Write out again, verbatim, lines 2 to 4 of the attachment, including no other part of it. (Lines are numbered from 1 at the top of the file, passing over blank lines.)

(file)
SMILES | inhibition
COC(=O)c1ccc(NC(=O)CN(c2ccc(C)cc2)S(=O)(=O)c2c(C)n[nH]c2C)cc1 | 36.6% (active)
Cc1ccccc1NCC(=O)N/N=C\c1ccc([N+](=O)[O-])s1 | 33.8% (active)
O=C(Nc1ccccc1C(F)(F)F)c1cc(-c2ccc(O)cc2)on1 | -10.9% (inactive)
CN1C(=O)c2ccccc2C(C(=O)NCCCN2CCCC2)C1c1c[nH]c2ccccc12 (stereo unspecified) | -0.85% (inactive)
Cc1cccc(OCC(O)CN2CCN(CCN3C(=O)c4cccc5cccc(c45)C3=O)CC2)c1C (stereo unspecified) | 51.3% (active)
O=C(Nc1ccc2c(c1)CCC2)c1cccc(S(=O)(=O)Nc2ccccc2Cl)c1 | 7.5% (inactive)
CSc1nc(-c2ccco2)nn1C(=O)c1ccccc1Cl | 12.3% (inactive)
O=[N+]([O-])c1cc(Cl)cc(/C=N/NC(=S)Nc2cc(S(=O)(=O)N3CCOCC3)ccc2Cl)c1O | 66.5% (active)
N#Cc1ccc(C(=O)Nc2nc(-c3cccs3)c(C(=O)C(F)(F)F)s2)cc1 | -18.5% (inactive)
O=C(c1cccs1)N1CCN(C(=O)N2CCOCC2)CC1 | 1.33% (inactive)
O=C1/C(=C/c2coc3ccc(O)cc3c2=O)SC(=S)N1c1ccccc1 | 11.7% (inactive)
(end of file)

COC(=O)c1ccc(NC(=O)CN(c2ccc(C)cc2)S(=O)(=O)c2c(C)n[nH]c2C)cc1 | 36.6% (active)
Cc1ccccc1NCC(=O)N/N=C\c1ccc([N+](=O)[O-])s1 | 33.8% (active)
O=C(Nc1ccccc1C(F)(F)F)c1cc(-c2ccc(O)cc2)on1 | -10.9% (inactive)